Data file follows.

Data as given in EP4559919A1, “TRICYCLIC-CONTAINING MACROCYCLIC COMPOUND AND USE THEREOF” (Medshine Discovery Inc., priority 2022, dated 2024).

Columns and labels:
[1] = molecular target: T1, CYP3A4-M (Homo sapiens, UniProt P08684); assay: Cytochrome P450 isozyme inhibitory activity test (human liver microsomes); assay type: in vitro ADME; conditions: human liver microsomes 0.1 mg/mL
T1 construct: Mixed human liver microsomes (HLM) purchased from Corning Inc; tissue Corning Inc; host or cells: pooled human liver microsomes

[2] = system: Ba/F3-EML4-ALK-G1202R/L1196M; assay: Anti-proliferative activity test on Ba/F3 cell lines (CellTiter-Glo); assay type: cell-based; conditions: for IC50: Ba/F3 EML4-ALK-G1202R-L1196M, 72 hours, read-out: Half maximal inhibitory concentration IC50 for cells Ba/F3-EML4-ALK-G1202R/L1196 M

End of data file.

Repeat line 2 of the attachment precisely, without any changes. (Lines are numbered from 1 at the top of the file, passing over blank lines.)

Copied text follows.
Columns and labels: